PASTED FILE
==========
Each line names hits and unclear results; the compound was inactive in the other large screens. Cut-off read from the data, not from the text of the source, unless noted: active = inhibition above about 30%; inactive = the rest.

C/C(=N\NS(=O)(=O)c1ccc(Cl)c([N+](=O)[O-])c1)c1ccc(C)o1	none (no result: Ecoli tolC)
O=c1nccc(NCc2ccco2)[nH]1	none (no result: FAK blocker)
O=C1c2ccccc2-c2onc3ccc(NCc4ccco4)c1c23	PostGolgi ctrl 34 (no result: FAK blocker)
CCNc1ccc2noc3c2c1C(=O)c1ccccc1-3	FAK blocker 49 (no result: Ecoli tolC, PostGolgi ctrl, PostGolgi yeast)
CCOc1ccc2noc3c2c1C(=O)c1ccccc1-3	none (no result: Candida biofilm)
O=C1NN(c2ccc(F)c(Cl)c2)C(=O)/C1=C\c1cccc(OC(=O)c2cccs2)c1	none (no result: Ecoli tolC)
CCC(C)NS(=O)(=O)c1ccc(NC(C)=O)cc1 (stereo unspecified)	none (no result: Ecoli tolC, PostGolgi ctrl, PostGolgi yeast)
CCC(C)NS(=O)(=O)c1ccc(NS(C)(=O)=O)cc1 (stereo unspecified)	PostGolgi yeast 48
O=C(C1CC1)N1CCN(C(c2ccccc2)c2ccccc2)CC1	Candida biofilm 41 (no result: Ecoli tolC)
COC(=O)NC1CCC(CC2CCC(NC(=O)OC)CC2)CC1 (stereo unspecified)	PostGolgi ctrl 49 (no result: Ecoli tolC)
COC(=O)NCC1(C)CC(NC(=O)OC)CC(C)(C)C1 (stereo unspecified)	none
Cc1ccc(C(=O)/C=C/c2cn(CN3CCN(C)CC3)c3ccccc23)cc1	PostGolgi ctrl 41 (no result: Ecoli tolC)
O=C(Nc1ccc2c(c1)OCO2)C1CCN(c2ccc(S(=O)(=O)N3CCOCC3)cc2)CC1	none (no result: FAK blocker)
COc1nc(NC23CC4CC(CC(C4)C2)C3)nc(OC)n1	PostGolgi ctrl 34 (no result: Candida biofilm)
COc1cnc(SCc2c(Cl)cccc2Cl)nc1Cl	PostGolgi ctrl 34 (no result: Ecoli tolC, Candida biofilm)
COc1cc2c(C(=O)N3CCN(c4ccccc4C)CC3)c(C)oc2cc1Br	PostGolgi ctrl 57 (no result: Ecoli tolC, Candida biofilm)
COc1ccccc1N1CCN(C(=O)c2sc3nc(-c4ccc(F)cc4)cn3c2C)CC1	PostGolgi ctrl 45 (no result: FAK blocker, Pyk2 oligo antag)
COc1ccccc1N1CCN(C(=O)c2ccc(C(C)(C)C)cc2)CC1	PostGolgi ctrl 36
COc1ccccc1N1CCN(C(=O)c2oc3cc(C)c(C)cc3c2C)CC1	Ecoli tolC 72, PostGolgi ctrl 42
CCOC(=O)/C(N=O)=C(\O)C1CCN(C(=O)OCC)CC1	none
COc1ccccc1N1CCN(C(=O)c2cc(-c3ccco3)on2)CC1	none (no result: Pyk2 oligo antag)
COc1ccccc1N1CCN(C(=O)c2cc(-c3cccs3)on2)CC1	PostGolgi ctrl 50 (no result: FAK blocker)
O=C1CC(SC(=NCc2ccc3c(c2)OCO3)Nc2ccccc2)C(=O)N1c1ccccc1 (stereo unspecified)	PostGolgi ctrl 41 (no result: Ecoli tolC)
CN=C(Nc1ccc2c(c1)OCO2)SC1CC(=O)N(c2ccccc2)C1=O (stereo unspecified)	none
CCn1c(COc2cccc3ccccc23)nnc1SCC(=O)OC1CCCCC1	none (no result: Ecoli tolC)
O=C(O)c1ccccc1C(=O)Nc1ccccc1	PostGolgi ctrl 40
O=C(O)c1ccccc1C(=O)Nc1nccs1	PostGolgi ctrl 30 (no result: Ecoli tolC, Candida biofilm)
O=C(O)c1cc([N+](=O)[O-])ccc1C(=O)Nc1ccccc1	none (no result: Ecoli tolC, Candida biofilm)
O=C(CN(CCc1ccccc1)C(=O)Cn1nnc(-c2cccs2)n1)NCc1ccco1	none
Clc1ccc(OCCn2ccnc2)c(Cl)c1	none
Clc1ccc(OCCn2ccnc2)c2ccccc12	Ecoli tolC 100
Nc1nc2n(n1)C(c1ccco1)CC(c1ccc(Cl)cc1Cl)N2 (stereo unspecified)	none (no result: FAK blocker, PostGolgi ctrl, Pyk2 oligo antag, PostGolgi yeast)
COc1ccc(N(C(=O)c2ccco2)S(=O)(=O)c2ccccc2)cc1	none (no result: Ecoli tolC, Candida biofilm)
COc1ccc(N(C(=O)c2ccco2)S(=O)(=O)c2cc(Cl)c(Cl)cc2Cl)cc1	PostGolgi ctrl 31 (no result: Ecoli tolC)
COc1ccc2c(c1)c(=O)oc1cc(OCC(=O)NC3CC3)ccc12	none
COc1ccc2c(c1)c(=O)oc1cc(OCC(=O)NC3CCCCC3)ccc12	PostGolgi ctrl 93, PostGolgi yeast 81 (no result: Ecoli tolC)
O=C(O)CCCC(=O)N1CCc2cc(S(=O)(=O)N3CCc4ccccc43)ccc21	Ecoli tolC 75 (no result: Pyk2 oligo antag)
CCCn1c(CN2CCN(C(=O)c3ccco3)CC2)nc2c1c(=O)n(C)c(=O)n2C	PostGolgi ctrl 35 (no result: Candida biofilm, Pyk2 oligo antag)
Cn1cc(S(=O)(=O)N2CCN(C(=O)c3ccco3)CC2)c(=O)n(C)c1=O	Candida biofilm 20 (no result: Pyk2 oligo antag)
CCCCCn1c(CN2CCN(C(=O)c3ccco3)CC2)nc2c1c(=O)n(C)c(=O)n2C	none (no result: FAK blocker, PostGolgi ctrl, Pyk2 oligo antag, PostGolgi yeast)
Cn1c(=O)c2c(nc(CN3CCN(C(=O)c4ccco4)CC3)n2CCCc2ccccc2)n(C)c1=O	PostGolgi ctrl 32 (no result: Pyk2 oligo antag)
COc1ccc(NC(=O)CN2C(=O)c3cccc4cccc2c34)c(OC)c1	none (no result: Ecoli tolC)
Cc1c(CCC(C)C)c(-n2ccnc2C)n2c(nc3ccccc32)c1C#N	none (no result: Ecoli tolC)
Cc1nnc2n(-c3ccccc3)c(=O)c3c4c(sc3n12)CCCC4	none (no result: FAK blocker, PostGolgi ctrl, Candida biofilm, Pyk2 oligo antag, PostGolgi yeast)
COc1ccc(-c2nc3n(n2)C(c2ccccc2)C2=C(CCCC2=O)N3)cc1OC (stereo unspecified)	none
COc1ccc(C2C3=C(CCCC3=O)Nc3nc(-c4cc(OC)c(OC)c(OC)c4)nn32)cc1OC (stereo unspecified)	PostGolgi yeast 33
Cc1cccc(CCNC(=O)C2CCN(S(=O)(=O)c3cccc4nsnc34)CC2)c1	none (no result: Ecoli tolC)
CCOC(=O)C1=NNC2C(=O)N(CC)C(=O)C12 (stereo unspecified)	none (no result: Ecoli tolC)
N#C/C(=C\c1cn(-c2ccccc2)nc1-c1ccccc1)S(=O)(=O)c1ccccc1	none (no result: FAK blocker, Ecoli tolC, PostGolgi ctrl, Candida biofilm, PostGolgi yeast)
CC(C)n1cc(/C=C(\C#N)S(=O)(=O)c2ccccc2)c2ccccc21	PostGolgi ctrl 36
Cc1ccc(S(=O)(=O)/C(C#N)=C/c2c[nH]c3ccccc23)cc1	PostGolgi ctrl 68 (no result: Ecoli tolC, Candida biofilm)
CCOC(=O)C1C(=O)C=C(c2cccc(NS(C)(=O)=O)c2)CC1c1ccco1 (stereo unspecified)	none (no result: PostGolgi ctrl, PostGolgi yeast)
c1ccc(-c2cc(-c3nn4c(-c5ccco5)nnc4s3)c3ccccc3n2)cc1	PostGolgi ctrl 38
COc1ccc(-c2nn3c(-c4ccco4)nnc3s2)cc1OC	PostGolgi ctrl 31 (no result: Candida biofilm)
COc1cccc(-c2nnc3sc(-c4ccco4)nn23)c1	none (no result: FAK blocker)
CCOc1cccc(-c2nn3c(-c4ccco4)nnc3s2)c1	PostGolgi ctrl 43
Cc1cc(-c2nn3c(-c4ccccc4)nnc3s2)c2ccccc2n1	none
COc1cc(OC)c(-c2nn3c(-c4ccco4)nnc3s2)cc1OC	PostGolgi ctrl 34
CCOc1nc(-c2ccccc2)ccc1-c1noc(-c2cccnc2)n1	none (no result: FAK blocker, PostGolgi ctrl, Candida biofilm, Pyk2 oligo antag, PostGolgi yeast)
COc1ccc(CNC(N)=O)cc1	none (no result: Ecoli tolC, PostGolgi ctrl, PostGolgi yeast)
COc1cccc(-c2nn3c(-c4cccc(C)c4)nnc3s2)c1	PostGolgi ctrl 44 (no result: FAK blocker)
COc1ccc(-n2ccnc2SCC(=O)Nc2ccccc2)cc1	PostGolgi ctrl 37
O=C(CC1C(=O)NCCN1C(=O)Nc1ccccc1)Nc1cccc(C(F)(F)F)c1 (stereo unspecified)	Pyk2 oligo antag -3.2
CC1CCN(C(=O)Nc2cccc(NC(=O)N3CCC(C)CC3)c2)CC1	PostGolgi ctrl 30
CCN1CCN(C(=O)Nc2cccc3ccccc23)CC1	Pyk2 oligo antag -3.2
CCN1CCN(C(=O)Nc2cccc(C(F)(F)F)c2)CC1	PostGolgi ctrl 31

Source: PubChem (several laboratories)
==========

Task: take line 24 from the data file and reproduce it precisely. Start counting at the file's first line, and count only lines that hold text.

O=C1CC(SC(=NCc2ccc3c(c2)OCO3)Nc2ccccc2)C(=O)N1c1ccccc1 (stereo unspecified)	PostGolgi ctrl 41 (no result: Ecoli tolC)